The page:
EPs Andrew Kreisberg and Todd Helbing answer a burning question about Elongated Man
Credit: Jack Rowand/The CW; Inset: Katie Yu/The CW
We Are The Flash

When the powers that be announced that Elongated Man would be introduced in The Flash‘s fourth season, it felt like the show was fulfilling a promise it made in its fantastic first season. But if you just finished watching Tuesday’s episode, in which Harley Sawyer made his debut as Ralph Dibny, you might be a bit confused.

Let’s rewind: In season 1’s “Power Outage,” Harrison Wells, a.k.a. Eobard Thawne (played by Tom Cavanagh, who directed tonight’s episode), rattled off an Easter-egg-filled list of the people who were hurt in the particle accelerator explosion. Of course, Ralph Dibny was one of the names on the list, which also included Bea da Costa, a.k.a. Fire; Grant Emerson, a.k.a. Damage; Al Rothstein, a.k.a Atom Smasher; and Will Everett, a.k.a Amazing Man.

Given this conspicuous name-drop, it was definitely fair to assume that Dibny has had his stretching powers since the particle accelerator exploded. However, as we learned in “Elongated Journey Into Night,” that’s not the case: Dibny, a skeezy former CCPD officer turned P.I. and nemesis of Barry’s (Grant Gustin), was one of the metahumans created when Barry exited the Speed Force in the season 4 premiere.

What accounts for this continuity error? Executive producers Andrew Kreisberg and Todd Helbing addressed that very question after a recent press screening of Tuesday’s episode.

“I don’t remember,” said Kreisberg, laughing. “You know what? You make a lot of TV, we’re gonna say some things that we probably shouldn’t have.”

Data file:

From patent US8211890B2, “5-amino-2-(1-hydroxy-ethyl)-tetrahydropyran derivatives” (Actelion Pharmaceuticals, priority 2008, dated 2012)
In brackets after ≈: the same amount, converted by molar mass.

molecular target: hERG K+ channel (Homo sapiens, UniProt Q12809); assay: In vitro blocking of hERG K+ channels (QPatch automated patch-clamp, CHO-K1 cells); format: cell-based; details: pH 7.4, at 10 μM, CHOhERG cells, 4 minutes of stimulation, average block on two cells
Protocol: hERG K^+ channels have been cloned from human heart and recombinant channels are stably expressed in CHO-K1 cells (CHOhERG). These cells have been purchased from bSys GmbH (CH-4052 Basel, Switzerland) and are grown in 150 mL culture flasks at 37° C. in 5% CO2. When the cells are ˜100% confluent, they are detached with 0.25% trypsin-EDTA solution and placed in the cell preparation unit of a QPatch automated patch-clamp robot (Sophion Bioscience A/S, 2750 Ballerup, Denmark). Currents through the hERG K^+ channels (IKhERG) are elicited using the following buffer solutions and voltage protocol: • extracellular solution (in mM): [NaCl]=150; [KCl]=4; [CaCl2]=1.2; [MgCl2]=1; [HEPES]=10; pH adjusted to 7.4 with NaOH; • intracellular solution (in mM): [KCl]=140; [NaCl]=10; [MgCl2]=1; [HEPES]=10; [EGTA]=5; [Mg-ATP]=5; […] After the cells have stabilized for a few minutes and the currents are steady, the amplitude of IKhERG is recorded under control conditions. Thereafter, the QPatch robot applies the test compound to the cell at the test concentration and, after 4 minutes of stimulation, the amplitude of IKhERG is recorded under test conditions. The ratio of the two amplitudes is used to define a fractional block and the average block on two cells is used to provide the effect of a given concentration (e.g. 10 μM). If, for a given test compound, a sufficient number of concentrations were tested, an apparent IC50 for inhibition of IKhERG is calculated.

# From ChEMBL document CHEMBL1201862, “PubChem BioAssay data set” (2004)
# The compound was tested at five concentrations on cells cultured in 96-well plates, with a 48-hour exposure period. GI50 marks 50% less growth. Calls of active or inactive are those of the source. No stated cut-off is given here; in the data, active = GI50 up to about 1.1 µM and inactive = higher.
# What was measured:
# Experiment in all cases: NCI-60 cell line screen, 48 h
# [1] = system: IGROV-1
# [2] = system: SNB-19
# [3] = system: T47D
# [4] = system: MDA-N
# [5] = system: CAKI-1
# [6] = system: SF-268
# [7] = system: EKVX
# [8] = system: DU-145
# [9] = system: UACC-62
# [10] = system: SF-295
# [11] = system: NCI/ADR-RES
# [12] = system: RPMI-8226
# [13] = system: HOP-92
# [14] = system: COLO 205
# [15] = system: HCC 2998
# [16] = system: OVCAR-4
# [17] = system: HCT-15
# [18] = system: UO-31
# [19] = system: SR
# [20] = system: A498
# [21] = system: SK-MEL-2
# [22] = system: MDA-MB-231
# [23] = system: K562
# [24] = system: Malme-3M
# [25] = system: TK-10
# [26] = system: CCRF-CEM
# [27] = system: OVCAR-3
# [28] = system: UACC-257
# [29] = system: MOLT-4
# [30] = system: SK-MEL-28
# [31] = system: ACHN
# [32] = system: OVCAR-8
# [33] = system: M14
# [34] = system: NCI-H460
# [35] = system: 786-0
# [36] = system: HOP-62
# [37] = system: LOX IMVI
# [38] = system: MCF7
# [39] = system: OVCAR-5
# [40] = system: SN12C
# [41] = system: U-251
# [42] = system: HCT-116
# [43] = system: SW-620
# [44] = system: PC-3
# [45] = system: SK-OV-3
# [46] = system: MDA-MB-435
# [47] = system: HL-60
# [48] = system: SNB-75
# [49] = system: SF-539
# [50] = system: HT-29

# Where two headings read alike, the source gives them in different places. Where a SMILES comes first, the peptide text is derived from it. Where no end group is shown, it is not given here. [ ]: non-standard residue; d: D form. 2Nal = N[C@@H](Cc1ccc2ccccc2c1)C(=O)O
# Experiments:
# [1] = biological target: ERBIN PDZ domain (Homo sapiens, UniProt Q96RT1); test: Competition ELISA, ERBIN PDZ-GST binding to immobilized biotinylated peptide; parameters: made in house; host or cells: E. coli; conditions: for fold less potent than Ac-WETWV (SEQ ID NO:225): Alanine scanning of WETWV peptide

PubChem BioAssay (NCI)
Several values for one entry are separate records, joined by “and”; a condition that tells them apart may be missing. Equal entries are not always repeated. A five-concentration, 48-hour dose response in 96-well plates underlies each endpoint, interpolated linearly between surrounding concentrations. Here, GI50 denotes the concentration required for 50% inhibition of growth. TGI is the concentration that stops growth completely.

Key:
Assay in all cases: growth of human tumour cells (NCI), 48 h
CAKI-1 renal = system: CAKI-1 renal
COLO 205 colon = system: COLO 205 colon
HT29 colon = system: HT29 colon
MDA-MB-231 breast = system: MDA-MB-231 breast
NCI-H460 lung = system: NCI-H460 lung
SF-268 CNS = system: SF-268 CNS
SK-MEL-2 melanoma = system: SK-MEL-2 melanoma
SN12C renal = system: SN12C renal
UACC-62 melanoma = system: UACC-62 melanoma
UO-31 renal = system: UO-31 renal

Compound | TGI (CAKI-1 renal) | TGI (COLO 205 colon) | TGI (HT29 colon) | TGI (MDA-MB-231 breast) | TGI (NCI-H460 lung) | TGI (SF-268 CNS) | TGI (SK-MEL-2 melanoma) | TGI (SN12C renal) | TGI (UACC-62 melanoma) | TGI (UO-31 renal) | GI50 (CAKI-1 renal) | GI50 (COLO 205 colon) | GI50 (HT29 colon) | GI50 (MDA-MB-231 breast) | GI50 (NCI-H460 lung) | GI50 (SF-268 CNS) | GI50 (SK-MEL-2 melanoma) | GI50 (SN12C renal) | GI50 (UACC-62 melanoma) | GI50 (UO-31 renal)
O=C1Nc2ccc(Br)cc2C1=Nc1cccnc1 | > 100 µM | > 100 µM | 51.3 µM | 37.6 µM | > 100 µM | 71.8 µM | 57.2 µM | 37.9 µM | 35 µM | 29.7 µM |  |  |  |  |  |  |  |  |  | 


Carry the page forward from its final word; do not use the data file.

But then Helbing chimed in with an explanation: “Hello, Flashpoint!”

“Oh yeah, Flashpoint,” chuckled Kreisberg. “That’s right, Flashpoint erased that. Doesn’t matter. Changed it. Sorry.”

Ah yes, Flashpoint — the gift that keeps on giving almost a year later. In case you forgot, Flashpoint was the alternate timeline Barry created when he foolishly ran back in time to stop his mother’s murder at the end of season 2. Eventually he tried to set things right, but unfortunately the timeline didn’t revert to exactly the way it was before, and there were some changes (Cisco’s brother died and Caitlin gained powers, to name a few).

In all seriousness, Kreisberg went on to explain that they’ve wanted to introduce the famed DC Comics detective for quite some time. “Every once in a while, somebody would it bring it up as sort of an episodic thing, and we thought that he was sort of too big a deal, but what we really wanted to do was, it’s season 4, and shows can get stale,” Kreisberg said. “So we really wanted to bring somebody in and then really have it feel like something new and something different and something that you hadn’t seen a lot of on television. And not just his skill set, but also that character.”

He continued, “You know, shows that have seven years or eight years or nine years, they always have that new character come in around season 3 or season 4 or 5 that helps take you through their way. Obviously they’re not similar characters, but you know, thinking about like Faith on [Buffy the Vampire Slayer]. That was sort of our hope for Ralph.”

For more on Tuesday’s episode of The Flash, read our postmortem here.

The Flash airs Tuesdays at 8 p.m. on the CW.

— With reporting by Natalie Abrams.

Episode Recaps

We Are The Flash
The Flash

After the success of Arrow, Barry Allen (a.k.a. the Flash) gets his own CW treatment in this comic-themed spin-off.

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